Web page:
The Georgian state Monday has become IDS Borjomi shareholder and co-owner after Georgia’s Russian-owned mineral water giant offered the government to transfer part of its shares free of charge.
“The talks with IDS Borjomi have been successfully completed,” the country’s Prime Minister announced at today’s Cabinet meeting, pledging the government “to spare no effort” to solve the company’s issues linked to management and operation.
“Our state will become the co-owner of Borjomi factory, our national wealth and pride. This very issue is agreed with our international partners. We had consultations in the United Kingdom. I would like to emphasize that this transaction was concluded in line with the norms of international law,” the PM underscored.
Garibashvili also vowed that no Borjomi worker would be oppressed, instructing Health Minister Zurab Azarashvili and Economy Minister Levan Davitashvili to involve in this process to meet protesters demands.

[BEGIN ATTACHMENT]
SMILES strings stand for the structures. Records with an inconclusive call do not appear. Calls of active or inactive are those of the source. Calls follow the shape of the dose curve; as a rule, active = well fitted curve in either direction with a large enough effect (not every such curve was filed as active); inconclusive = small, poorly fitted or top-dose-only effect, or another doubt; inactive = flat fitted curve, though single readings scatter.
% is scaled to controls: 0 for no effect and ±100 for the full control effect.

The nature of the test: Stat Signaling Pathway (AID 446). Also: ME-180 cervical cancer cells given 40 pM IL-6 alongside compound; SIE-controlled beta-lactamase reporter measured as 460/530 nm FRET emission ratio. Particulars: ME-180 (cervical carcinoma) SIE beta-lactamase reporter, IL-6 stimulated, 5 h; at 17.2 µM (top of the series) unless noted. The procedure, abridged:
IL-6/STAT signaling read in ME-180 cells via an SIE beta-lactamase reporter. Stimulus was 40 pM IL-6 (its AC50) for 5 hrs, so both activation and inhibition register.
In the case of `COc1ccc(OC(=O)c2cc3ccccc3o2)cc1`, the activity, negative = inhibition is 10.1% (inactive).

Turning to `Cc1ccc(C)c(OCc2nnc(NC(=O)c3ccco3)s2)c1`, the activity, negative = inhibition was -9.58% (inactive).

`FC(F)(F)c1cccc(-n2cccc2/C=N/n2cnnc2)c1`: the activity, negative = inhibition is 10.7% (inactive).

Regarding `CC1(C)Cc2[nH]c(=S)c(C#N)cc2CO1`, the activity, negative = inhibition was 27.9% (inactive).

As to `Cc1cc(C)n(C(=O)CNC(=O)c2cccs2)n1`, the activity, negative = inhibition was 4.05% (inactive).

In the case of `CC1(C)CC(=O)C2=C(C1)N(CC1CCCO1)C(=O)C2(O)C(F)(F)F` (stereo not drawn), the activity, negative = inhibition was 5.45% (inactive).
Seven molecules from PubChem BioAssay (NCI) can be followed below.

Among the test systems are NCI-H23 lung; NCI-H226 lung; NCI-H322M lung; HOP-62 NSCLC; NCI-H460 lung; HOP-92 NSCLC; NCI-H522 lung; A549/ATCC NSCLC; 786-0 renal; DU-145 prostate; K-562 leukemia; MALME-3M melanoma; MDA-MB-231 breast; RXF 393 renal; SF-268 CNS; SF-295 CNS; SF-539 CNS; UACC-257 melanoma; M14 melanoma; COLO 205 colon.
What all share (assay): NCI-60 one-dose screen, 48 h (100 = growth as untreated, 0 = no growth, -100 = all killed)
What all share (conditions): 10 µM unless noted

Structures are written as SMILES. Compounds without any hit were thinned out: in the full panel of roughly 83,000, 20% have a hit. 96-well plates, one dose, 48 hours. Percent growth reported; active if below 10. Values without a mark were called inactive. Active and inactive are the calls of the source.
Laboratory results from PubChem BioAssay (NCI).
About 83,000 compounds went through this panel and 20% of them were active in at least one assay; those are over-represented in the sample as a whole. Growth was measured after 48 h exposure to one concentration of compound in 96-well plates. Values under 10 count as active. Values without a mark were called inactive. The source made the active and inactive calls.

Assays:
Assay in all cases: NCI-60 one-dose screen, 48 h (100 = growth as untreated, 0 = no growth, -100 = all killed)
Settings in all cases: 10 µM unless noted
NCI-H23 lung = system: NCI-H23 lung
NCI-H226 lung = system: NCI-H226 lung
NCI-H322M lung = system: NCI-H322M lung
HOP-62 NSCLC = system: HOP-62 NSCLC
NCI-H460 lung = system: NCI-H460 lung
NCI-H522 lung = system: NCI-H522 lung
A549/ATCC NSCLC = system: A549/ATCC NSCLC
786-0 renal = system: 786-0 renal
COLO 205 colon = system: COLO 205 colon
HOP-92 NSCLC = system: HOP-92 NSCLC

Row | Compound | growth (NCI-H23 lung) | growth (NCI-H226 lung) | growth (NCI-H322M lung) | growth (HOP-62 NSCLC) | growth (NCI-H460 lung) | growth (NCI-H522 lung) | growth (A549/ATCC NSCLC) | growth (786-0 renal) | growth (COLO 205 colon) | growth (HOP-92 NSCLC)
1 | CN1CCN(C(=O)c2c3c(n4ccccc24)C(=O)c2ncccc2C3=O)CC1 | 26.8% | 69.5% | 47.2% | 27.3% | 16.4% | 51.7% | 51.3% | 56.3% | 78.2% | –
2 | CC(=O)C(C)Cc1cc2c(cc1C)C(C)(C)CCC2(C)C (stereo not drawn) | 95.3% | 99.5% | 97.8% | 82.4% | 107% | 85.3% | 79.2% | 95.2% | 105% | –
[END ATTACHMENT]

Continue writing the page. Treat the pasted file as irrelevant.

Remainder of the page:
For the record, IDS Borjomi workers have been picketing #1 and #2 bottling factories as they are demanding the payment of delayed salaries, the reinstatement of their dismissed colleagues, the return of previous working conditions, a 25% salary increase, and the ending of a “blackmailing and threatening” against vocal workers.
The company announced the suspension of production on April 29, citing “difficulties” brought about by the war in Ukraine. The company’s majority shareholder, Mikhail Fridman, a Russian oligarch, is currently facing Western sanctions over the Russian invasion of Ukraine.